I went to the Social Security Administration website, gathered the basic information, and have posted it below. You can read more detailed information about this on the Social Security Administration website in the Electronic Fact Sheet or download the PDF version (you can print out either of these versions). If you have questions about this, you can visit your local Social Security office, go to the website www.socialsecurity.gov, or call them toll free at 1-800-772-1213.
Military Service and Social Security
Earnings for active duty military service or active duty training have been covered under Social Security since 1957. Social Security has covered inactive duty service in the armed forces reserves (such as weekend drills) since 1988. If you served in the military before 1957, you did not pay Social Security taxes, but the Social Security Administration gave you special credit for some of your service.
Your Social Security benefit depends on your earnings, averaged over your working lifetime. Generally, the higher your earnings, the higher your Social Security benefit. Under certain circumstances, special earnings can be credited to your military pay record for Social Security purposes. The extra earnings are for periods of active duty or active duty for training. These extra earnings may help you qualify for Social Security or increase the amount of your Social Security benefit.
If you served in the military from 1940 through 1956, including attendance at a service academy, you did not pay Social Security taxes. However, your Social Security record may be credited with $160 a month in earnings for military service from September 16, 1940, through December 31, 1956, under the following circumstances:
- You were honorably discharged after 90 or more days of service, or you were released because of a disability or injury received in the line of duty; or
- You are still on active duty; or
- You are applying for survivors benefits and the veteran died while on active duty.
If you served in the military after 1956, you paid Social Security taxes on those earnings. Since 1988, inactive duty service in the Armed Forces reserves (such as weekend drills) has also been covered by Social Security.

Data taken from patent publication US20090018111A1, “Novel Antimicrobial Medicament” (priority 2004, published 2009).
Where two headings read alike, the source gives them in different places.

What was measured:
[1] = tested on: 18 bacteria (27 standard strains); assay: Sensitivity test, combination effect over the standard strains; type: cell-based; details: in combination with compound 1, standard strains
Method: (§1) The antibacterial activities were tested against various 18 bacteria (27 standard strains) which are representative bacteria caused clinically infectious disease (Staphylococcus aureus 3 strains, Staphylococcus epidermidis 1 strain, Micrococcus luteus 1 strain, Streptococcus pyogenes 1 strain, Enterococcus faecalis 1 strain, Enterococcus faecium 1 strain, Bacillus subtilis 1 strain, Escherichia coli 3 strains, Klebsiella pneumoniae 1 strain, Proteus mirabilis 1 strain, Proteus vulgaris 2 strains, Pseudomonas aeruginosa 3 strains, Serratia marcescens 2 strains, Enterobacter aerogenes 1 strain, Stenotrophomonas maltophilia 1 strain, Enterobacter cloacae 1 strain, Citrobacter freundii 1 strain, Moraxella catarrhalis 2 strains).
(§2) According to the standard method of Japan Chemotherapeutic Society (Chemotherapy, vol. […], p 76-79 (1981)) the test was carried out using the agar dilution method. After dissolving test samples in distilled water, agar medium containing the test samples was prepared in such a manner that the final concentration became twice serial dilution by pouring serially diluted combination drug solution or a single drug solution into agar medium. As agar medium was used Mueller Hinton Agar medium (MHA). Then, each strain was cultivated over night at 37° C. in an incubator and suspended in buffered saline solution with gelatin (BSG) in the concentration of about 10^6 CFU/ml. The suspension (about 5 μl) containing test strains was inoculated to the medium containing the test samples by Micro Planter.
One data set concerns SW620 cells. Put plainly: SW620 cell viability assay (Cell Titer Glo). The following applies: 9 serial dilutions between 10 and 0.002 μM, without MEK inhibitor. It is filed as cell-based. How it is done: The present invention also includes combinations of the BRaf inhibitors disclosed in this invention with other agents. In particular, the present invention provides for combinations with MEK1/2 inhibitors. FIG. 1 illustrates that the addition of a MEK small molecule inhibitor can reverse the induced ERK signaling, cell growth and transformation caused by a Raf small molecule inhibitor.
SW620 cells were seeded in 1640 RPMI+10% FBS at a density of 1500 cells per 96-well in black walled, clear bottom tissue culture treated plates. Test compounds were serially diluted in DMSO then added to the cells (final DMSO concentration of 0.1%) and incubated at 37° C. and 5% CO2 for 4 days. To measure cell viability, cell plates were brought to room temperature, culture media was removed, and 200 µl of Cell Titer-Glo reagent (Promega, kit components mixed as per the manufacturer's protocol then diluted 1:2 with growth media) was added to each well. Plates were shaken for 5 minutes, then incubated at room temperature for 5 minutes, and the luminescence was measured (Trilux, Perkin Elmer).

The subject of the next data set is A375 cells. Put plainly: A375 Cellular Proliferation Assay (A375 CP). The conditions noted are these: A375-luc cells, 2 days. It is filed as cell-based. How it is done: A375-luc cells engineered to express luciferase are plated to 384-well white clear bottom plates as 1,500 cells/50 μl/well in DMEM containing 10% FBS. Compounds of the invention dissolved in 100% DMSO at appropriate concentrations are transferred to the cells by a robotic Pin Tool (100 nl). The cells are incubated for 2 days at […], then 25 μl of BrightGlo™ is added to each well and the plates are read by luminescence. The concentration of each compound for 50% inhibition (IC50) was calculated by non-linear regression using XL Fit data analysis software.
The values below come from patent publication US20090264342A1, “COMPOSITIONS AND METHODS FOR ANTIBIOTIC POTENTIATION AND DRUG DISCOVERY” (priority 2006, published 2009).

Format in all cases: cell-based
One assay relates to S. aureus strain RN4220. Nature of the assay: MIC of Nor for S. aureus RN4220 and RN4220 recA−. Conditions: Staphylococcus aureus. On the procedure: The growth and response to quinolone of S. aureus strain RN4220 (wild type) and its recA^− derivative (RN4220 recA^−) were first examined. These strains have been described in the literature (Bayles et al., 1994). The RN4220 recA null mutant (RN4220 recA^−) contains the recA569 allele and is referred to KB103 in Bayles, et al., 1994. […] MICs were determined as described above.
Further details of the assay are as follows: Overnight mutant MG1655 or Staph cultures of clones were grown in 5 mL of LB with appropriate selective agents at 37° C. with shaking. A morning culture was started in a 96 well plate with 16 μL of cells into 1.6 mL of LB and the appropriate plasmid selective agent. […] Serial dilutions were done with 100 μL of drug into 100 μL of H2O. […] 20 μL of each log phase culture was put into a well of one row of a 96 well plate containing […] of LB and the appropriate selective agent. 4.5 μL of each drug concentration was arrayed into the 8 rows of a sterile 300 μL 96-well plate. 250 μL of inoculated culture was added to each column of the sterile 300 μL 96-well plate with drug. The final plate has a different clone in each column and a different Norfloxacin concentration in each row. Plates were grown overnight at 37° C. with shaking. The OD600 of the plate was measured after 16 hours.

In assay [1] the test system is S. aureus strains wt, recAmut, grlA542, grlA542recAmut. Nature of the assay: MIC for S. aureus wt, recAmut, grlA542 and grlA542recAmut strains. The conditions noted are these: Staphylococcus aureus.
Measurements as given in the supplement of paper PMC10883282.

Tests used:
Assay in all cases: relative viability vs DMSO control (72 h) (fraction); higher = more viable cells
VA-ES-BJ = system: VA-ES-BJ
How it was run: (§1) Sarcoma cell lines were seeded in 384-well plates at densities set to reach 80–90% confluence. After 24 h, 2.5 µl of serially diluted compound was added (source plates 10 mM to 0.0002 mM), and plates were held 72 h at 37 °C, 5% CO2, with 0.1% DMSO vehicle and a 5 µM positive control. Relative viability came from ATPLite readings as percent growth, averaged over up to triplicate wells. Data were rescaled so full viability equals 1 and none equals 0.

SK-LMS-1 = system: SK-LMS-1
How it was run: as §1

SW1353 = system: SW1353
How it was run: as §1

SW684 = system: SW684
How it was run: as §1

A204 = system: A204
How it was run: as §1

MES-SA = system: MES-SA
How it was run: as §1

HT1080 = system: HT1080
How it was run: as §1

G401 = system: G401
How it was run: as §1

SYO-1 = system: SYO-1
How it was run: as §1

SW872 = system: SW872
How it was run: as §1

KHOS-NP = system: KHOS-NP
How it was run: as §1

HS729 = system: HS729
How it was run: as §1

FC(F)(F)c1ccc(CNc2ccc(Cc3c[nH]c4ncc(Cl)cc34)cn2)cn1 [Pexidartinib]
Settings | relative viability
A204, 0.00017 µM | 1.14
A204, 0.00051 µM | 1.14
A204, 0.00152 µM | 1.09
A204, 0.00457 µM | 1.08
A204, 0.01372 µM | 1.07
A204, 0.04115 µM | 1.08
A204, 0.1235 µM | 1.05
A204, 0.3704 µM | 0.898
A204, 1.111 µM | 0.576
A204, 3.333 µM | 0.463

Under certain circumstances, special extra earnings for periods of active duty from 1957 through 2001 can also be credited to your Social Security earnings record for benefit purposes.
Special extra earnings credits are granted for periods of active duty or active duty for training. Special extra earnings credits are not granted for inactive duty training.
- From 1957 through 1967, The Social Security Administration will add the extra credits to your record when you apply for Social Security benefits.
- From 1968 through 2001, you do not need to do anything to receive these extra credits. The credits were automatically added to your record.
- After 2001, there are no special extra earnings credits for military service.
- From 1957 through 1977, you are credited with $300 in additional earnings for each calendar quarter in which you received active duty basic pay.
- From 1978 through 2001, For every $300 in active duty basic pay, you are credited with an additional $100 in earnings up to a maximum of $1,200 a year. If you enlisted after September 7, 1980, and didn’t complete at least 24 months of active duty or your full tour, you may not be able to receive the additional earnings. Check with Social Security for details.
NOTE: In all cases, the additional earnings are credited to the earnings that are averaged over your working lifetime, not directly to your monthly benefit amount.